In the context of a financially disastrous hotel development, two companies involved in the project have failed to convince the High Court that a bank which held a floating charge over their assets had no right to unilaterally appoint administrators in its attempt to recover loans totalling £32.8 million.
The companies had argued that the administrators’ appointment was invalid and of no effect on the basis that the bank had given binding assurances that it would stay its hand whilst negotiations were in progress with a view to achieving a sensible settlement that would be advantageous to all parties.
It was submitted that the companies had continued to negotiate in good faith in the reasonable expectation that the bank would not seek to enforce its security without giving reasonable notice. The companies argued that they had incurred substantial costs in their attempts to break the impasse and had thus acted to their detriment in reliance on the bank’s statements.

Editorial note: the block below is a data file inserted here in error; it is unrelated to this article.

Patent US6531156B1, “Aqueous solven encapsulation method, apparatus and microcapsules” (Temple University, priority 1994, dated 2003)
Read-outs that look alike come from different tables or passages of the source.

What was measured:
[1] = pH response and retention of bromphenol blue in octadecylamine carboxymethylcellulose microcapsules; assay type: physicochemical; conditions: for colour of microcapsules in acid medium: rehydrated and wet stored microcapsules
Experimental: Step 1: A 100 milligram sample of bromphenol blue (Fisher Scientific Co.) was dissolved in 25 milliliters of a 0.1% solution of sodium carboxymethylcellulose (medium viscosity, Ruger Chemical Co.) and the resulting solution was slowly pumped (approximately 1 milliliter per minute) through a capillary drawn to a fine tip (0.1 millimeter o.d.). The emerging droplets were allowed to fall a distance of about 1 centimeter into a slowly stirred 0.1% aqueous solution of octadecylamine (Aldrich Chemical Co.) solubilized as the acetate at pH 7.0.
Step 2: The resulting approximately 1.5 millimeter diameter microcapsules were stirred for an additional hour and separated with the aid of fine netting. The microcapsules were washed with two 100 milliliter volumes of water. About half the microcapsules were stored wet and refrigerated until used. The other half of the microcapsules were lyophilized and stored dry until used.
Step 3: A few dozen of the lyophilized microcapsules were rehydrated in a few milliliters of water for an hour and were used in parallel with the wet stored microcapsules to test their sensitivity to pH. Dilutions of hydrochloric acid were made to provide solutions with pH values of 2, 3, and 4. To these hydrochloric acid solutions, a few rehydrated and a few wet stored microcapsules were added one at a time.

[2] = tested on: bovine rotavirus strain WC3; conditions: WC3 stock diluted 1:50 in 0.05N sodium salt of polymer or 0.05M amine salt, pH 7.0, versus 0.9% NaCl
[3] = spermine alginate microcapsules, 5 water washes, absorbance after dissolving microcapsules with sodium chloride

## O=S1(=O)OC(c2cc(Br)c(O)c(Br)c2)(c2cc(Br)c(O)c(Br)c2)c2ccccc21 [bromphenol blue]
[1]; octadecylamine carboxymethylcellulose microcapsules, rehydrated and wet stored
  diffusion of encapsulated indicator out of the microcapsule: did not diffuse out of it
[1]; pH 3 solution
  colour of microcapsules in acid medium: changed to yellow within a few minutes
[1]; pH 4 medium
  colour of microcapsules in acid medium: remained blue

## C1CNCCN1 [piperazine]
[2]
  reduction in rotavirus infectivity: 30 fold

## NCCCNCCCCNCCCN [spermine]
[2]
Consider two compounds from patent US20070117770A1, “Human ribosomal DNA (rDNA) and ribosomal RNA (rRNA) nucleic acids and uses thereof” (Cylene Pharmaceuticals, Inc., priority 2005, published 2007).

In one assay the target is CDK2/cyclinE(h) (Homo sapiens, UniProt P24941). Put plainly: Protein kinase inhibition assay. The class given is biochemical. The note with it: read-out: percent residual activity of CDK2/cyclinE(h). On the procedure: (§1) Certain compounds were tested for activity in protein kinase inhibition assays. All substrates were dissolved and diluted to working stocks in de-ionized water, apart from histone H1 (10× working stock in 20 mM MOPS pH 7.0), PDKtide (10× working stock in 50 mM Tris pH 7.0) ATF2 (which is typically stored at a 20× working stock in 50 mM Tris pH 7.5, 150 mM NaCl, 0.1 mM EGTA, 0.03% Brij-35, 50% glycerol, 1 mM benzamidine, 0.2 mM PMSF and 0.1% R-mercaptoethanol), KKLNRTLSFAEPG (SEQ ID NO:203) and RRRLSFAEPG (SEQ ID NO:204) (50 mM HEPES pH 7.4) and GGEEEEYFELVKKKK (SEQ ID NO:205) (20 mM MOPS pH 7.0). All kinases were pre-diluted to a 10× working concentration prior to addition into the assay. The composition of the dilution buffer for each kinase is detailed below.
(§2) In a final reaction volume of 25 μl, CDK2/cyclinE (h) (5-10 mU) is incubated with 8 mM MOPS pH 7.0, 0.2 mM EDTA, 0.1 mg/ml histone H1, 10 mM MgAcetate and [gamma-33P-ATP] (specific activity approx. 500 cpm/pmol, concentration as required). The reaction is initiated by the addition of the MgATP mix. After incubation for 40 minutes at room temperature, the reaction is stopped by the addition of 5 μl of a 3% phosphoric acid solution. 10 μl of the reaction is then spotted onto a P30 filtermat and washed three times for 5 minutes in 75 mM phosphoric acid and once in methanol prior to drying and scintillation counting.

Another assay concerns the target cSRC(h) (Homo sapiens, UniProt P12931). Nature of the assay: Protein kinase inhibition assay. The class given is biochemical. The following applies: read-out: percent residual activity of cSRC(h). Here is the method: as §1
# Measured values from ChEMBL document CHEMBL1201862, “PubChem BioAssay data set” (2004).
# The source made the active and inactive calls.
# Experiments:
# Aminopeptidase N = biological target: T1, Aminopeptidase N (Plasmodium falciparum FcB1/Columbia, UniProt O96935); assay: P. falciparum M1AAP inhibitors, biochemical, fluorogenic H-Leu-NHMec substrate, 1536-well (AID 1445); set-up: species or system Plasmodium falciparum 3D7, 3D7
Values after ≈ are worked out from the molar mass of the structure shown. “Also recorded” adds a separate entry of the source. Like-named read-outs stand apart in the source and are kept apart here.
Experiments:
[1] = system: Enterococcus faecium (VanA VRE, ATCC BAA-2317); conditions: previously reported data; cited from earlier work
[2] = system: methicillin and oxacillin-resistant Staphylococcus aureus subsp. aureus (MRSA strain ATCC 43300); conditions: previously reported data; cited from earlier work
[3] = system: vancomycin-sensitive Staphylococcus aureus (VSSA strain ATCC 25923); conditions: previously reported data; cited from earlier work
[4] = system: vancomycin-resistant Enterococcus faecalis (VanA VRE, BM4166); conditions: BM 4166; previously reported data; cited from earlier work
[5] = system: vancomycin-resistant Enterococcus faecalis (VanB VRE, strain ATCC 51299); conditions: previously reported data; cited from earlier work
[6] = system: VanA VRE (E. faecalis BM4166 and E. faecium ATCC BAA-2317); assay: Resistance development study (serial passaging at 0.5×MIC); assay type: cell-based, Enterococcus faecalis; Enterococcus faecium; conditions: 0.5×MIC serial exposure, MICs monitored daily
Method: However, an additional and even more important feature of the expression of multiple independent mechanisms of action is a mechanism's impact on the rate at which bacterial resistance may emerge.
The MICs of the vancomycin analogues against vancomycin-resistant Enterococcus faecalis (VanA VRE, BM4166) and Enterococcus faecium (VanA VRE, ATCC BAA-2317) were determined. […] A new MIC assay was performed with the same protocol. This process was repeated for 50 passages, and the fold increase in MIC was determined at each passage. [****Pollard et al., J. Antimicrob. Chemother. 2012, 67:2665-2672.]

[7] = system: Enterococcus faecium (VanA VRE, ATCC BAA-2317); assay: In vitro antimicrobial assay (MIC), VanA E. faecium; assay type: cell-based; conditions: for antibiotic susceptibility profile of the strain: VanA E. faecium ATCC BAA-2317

However, in dismissing the companies’ arguments, the Court found that the bank had never made any ‘clear and unequivocal representation’ that it would hold back from enforcing its strict legal rights. Whilst indicating its willingness to negotiate, the bank had given ‘no assurance whatsoever’ that a settlement would be achieved.
The companies had sought to rely on inferences drawn from a combination of phrases used in letters from the bank, the conduct of the parties during the negotiations and words uttered during a meeting. However, the Court noted that the bank had ‘expressly reserved all its rights’ during the negotiations and had never waived its entitlement to require immediate repayment of the loans.